Challengers  (15) |Close-Up Film Review

Dir. Luca Guadagnino, US, 2024, 132 mins

Cast:  Zedenya, Josh O’Connor, Mike Faist

Review by Carol Allen

Although never acknowledged until late in the day, this is not your classic “eternal triangle” story, as in which guy gets the girl.  It’s a fine bromance with the girl as catalyst and controller.  It also, surprisingly for a film that has been hailed as very sexy, has  little in the way of explicit sex scenes and no female nudity. 

Set in the world of professional tennis, the triangle is composed of best friends and potential young tennis champs Patrick (Josh O’Connor) and Art (Mike Faist), who are captivated by rising star player Tashi (Zedenya), when they meet her at an after tournament party.  They both vie for her favours.  Patrick first becomes her boyfriend, but when they split up Art wins the lady’s heart and marries her.  

But it’s a lot more complicated than that.  By telling the story in a non-linear way, darting about among the years, screenwriter Justin Kuritzkes and director Luca Guadagnino are potentially able to go far more effectively into the dynamics of this three way relationship.  The time changing is clearly indicated with captions, so we’re never in the dark as to where we are in the thirteen year span of the story and the actors ensure we know where they are both physically and emotionally.

Performances are good too.  Zadenya is stunning.  When we first meet her as a young tennis star, with her striking looks, long legs and slim body she is a goddess in a tennis frock.   She also handles well the scenes of Tashi as a mature woman, reduced to coaching her husband after an accident ends her own playing career and coping with the challenges of marriage and motherhood.  The two men age convincingly from callow youth.  Art changes from cute and cocky to an insecure man whose personal life is as wonky as his waning tennis career, while Patrick, when we first meet him in his maturity is still cheekily confident but on his uppers financially, sleeping in his car and playing low grade matches to get some money together.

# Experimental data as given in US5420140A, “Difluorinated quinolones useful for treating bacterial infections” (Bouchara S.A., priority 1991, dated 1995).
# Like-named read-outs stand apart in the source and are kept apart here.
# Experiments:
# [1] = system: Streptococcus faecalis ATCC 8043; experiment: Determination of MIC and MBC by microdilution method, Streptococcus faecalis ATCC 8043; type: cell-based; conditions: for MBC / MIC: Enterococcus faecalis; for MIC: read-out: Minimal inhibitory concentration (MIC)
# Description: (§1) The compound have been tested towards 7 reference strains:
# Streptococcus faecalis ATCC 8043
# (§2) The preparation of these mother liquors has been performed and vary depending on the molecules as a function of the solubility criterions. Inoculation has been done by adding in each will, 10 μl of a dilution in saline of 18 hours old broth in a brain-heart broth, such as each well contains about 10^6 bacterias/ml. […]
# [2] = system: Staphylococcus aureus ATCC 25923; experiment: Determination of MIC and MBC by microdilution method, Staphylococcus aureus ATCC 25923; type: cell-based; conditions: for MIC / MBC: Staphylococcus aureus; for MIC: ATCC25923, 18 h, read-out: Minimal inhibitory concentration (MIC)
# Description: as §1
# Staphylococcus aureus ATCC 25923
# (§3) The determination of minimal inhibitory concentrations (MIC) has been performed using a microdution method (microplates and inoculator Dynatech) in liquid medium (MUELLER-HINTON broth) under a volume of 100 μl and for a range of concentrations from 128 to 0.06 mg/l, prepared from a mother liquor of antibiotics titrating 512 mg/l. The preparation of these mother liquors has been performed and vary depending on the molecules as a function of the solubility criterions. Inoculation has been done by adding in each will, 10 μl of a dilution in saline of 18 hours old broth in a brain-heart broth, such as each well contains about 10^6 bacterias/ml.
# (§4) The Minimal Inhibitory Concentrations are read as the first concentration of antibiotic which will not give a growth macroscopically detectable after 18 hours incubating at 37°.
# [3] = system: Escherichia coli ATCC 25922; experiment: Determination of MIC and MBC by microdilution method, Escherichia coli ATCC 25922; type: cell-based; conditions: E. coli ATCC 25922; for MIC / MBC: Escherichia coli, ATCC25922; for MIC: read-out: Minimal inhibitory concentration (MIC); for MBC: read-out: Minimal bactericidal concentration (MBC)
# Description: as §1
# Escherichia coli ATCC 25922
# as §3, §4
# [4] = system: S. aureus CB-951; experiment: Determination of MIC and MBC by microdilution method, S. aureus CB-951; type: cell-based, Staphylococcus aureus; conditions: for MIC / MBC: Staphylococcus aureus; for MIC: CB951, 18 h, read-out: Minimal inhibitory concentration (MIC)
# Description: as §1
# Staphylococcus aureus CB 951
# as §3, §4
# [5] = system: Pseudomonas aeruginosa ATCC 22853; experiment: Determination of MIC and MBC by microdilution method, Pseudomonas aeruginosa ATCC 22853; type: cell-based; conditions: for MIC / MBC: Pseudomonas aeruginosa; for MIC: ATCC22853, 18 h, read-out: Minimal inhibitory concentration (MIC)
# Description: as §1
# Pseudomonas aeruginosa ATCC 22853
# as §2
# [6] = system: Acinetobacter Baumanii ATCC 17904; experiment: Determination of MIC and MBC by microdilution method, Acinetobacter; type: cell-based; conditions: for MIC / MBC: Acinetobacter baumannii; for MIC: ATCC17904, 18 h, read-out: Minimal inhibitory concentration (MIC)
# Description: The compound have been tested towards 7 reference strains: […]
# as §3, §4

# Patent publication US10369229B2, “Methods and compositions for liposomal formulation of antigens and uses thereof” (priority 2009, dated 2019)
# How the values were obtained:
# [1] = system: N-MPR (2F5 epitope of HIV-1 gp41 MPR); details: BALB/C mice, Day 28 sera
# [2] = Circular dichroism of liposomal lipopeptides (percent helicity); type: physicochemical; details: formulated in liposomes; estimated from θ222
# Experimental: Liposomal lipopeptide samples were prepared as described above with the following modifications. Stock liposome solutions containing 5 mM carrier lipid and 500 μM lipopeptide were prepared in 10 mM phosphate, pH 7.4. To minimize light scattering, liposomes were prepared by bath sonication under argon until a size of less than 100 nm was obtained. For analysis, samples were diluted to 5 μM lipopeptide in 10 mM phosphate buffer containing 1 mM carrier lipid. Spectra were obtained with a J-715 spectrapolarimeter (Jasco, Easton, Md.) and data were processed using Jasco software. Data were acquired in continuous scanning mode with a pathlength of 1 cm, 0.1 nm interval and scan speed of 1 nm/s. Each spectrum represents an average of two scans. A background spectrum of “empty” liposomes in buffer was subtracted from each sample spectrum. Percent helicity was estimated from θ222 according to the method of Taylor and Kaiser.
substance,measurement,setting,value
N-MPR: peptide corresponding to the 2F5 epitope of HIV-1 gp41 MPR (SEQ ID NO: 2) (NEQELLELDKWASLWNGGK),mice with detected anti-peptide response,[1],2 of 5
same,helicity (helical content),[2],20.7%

The film opens with the two men playing against each other in a final vicious match which will define the true basis of the triangular relationship.  This sub text action is first indicated early in the film, when young Tashi “auditions” the boys’ kissing skills and their most passionate snog is with each other.   Zadenya keeps her clothes on throughout, even when sex is on the horizon but the men frequently reveal all, particularly in a scene between the mature Art and Patrick in a Turkish bath.  As for the climactic tennis match to the death between them, which we return to many times throughout the film and where many balls are bashed, how will that pan out?  

Despite the film’s many excellent qualities, which include the beautiful photography by Sayombhu Mukdeeprom, who shot Guadagnino’s previous, highly praised Call Me By Your Name, by the time we got to the reveal, which has been hinted at throughout, I didn’t really care that much.  The constant flashing backwards and forwards in time loses its appeal after a while, as it is no longer illuminating the characters in any real sense, while the pounding musical soundtrack drowns out quite a lot of the dialogue.  

The three leads are however well worth watching and there’s an awful lot of tennis throughout, very convincingly filmed, so if you’re a tennis fan, you’ will enjoy that too